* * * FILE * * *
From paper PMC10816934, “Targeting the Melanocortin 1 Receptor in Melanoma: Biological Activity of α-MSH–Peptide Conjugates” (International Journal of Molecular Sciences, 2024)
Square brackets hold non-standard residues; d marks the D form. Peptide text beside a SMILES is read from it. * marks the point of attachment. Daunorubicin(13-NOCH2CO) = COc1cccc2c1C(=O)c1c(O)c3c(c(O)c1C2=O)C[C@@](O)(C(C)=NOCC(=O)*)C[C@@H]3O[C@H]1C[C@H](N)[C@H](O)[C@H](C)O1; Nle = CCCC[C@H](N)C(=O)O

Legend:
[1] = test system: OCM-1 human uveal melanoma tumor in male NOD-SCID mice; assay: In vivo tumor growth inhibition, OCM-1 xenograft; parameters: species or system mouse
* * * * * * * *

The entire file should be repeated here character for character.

From paper PMC10816934, “Targeting the Melanocortin 1 Receptor in Melanoma: Biological Activity of α-MSH–Peptide Conjugates” (International Journal of Molecular Sciences, 2024)
Square brackets hold non-standard residues; d marks the D form. Peptide text beside a SMILES is read from it. * marks the point of attachment. Daunorubicin(13-NOCH2CO) = COc1cccc2c1C(=O)c1c(O)c3c(c(O)c1C2=O)C[C@@](O)(C(C)=NOCC(=O)*)C[C@@H]3O[C@H]1C[C@H](N)[C@H](O)[C@H](C)O1; Nle = CCCC[C@H](N)C(=O)O

Legend:
[1] = test system: OCM-1 human uveal melanoma tumor in male NOD-SCID mice; assay: In vivo tumor growth inhibition, OCM-1 xenograft; parameters: species or system mouse